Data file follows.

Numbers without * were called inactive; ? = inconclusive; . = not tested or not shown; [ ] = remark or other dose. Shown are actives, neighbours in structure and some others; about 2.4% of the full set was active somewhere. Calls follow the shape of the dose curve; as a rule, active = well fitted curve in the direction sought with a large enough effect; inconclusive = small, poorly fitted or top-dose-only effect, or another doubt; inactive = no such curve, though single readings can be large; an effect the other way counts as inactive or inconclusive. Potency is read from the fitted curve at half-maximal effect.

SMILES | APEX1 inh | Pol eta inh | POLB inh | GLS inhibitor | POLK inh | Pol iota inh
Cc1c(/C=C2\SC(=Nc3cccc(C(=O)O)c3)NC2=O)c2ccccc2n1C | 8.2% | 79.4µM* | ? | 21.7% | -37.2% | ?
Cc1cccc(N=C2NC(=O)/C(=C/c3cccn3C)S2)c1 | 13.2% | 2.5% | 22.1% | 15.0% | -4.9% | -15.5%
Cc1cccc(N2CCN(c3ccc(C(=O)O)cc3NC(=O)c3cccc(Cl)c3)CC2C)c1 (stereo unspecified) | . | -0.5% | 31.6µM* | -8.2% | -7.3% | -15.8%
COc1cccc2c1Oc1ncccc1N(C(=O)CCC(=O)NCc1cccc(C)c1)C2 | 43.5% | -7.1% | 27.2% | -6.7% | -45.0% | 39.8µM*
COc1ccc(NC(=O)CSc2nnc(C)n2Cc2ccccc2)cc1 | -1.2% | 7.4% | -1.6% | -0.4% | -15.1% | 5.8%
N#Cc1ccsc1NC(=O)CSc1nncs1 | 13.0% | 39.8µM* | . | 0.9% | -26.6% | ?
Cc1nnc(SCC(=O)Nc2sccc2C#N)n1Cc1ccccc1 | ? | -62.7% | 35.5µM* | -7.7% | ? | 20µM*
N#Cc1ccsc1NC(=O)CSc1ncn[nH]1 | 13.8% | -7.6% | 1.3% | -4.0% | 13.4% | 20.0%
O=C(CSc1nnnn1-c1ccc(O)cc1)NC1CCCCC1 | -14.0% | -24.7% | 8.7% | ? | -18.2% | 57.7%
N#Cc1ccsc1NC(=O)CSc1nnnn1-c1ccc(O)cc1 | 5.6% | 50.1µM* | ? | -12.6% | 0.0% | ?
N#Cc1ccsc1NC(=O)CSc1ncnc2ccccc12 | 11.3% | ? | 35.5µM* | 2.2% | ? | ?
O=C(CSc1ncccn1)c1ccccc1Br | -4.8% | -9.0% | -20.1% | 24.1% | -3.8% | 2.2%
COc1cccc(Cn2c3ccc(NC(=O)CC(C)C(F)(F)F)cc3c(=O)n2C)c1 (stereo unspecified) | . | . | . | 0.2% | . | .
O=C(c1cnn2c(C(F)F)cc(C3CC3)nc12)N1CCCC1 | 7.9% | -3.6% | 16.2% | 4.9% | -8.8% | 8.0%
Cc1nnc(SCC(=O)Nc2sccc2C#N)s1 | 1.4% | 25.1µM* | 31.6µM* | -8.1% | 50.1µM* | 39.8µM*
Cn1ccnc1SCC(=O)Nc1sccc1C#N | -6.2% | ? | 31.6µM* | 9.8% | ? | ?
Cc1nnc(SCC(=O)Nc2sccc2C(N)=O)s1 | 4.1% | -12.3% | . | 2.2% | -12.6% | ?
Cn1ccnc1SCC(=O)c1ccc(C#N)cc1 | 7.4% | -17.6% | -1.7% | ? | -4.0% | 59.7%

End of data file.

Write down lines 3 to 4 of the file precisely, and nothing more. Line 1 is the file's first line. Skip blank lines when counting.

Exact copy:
Cc1c(/C=C2\SC(=Nc3cccc(C(=O)O)c3)NC2=O)c2ccccc2n1C | 8.2% | 79.4µM* | ? | 21.7% | -37.2% | ?
Cc1cccc(N=C2NC(=O)/C(=C/c3cccn3C)S2)c1 | 13.2% | 2.5% | 22.1% | 15.0% | -4.9% | -15.5%